student progress during a unit—not just after—and help the teacher modify his or her teaching based on the outcome.

Assessment as a Way of Communicating What Is Important

Students of all ages have always known, "If it's important, it'll be on the test." In the same way, when teachers convey what is important for students to learn by assessing it in their classrooms, they also convey that value to parents and other members of the community. Likewise, when the school board members and school administration officials decide to include science in the district or school assessments, they are indicating to parents, teachers, and students that science is an important part of the curriculum for all students. Of course, not just any kind of test or assessment will do. Just as the classroom teacher must assess the full range of understanding and skills called for in the Standards, so should district- or school-wide testing.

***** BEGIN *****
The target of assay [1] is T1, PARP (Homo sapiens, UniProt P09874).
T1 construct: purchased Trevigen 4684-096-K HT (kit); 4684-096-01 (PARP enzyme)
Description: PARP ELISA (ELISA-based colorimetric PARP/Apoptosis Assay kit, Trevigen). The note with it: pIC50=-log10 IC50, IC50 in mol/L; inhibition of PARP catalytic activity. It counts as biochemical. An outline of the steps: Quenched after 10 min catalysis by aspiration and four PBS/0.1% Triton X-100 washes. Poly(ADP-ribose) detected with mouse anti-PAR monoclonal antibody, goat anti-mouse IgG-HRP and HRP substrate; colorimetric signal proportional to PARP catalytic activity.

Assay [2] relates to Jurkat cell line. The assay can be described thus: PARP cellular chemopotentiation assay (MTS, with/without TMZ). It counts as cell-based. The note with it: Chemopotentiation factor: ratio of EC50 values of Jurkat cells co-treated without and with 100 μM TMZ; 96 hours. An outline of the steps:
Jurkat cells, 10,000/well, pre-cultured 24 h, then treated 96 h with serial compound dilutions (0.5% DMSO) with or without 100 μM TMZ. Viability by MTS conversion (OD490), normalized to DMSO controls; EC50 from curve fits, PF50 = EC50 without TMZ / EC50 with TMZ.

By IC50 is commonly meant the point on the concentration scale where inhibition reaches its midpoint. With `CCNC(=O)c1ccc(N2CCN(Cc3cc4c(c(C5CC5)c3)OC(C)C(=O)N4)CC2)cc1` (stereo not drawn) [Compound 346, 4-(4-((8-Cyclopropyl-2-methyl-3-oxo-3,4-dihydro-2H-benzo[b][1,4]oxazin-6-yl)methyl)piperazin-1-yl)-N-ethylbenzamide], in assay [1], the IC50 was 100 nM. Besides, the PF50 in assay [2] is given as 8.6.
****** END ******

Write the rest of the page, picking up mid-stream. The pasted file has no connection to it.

Using Assessment Results to Monitor Your School's Science Support System

How well students are learning what is outlined in the Content Standards is only a part of what should be assessed. Assessment of how well the educational system is supporting the type of program that is outlined in the Teaching, Assessment, Professional Development, Program, and System Standards is critical. These Standards can help you under-



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